I glance over my shoulder at Leo, who is watching downtown disappear through his window. His face is calm, but I know his thoughts are on Grace, and on what we’re going to find when we arrive at the hospital. Whatever is in store for us, we will handle it together. We’re a good team. And if it wasn’t for Angelina, we may never have become best friends again. Our experience two years ago bonded us together forever. In appreciation, I’ll do whatever she wants. I’ve definitely proved this by agreeing not to talk directly to Leo for the past year. Now that’s dedication. It’s one thing not talking to your best friend when you’re in a fight and don’t want to. It’s another thing entirely when all you want to hear is his voice and you can’t. This time we’re more prepared. We’re not only two years older, we’re two years wiser. We know that sometimes the most important things are the ones you can’t see.
“Seriously, Ray,” Leo complains from the backseat, his calm broken. “If you were driving any slower, we’d be going backward.” David’s service had been at Apple Grove, where he chanted and sang surrounded by all the baby apple trees we planted last year in an effort to get the place back to its past glory. Unfortunately, Apple Grove is as far from the hospital as you
can get and still be a part of Willow Falls.
“I know this car must be older than you are,” Leo continues, “but have you suddenly turned into a little old lady? Pedal to the metal, dude.”
“Don’t crack a fruity, mate,” Ray says in his twangy Australian accent. “I’m going as fast as I can.”
Leo kicks the seat. “Are you? Are you really?”
“Aye, little mate. Don’t grizzle. You could always ask someone else to drive you places, you know.”
We really can’t. Ray works for Tara’s uncle at their house, so he’s always around. And he doesn’t ask too many questions. Usually I get shy in front of him because he’s so cute. Like, Australian rock star cute with his tan and his long blond hair and his broad shoulders and that accent. But since I still can’t talk directly to Leo until Angelina says it’s okay, I need to say something to someone or I just might burst from nerves. So I turn to Ray. “Crack a fruity? Grizzle? What does that even mean? And how come when you say things, it always sounds like you’re asking a question even when you’re not?”
Ray chuckles. “That’s an Aussie trait. We all sound like that. Crack a fruity means go crazy. To grizzle is to complain. Your boyfriend back there is doing both. Anyone want to tell me why you two are all worked up?”
My first instinct is to argue that Leo isn’t my boyfriend. But I’ve learned to let the comment pass. People have been whispering about us for years, and now that we’re thirteen it’s gotten worse. They’ll believe whatever they want anyway. “I told you already. Connor’s sister, Grace, was taken to the hospital this morning and we need to check on her. It happened right before David’s bar mitzvah started, but we didn’t find out until after the service.”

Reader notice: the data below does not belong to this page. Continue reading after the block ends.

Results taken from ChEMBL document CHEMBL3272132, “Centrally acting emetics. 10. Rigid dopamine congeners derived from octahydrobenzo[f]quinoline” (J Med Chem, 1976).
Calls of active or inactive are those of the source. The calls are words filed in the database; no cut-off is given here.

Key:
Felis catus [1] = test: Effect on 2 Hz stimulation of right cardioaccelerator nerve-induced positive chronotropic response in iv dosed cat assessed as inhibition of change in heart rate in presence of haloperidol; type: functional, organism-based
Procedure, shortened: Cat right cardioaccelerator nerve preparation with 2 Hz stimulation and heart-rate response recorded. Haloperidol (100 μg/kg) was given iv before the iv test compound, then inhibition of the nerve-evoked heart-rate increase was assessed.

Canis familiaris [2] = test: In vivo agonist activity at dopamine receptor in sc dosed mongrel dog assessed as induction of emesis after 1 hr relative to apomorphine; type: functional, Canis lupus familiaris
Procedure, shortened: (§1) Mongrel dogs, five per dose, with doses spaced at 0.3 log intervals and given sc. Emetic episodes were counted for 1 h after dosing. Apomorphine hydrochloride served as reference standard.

Ray finally speeds up as we leave the downtown shopping area behind. “Amanda, Amanda, Amanda,” he says, pronouncing it like em-eye-ndeh. “I like Grace, too. She’s a funny kid and was fab in our production of Fiddler on the Roof yesterday. But there’s more going on here than your concern over the well-being of a girl ya hardly know.” He points to the blackboard hanging around my neck, which Leo and I have used for the past year to communicate with each other. “A lot more going on.”
He’s right, of course. We barely know Grace. Her older brother, Connor, is David’s best friend, but even though we’ve gotten to know David very well this last year, all we know about Connor is that he plays a lot of video games, smiles easily, wants to be an inventor like Tara’s uncle when he grows up, and is a really good friend to David. We still don’t know why or how we’re involved in whatever happened that sent Grace to the hospital. But Leo and I have the power to make something happen today that nobody else can — we just don’t know what that is. Stalling, I say, “Tara was right. You really can speak with normal words if you want to.”
He grunts in reply. I watch him drive out of the corner of my eye, debating what to say. I do kind of like the idea of an adult knowing what’s going on, in case something happens to us. And even though Ray’s car makes scary clanging noises and doesn’t go very fast, he’s always willing to drive us places. And he did direct a whole play with only two weeks’ notice just because we asked him to.
My phone dings with a text. I pull it out of my bag. It’s from Leo.
AFTER ALL HE DID FOR TARA THIS SUMMER, I THINK WE CAN TRUST HIM. HE DIDN’T HAVE TO HELP HER FIND THAT STUFF FOR HER LIST OR DIRECT THE PLAY, AND ONCE ANGELINA TELLS US WHAT’S GOING ON, WE MIGHT NEED SOMEONE WHO CAN DRIVE US PLACES. OUR PARENTS WOULD ASK WAY TOO MANY QUESTIONS.
Sometimes with Leo it’s like we share a brain.
Ray glances over at my phone. “Hope you got the unlimited plan. Tara told me you two haven’t spoken to each other face-to-face for almost a year.”
“Actually, as of today it’s exactly a year.” I take a deep breath. “If I answer your question from before, will you promise not to tell anyone?”
“Scout’s honor,” he promises.
“You were a Boy Scout?” Leo calls from the back.
“Made it all the way to Rover Scout,” Ray says proudly.
Leo chuckles. “Is that like an Eagle Scout? You must have been very popular in high school.”
“Spot on, mate.”
“Can we focus, please?” I ask, spitting out the nail I just bit off. It sticks to the dashboard.
Ray casts me a look. “Charming.”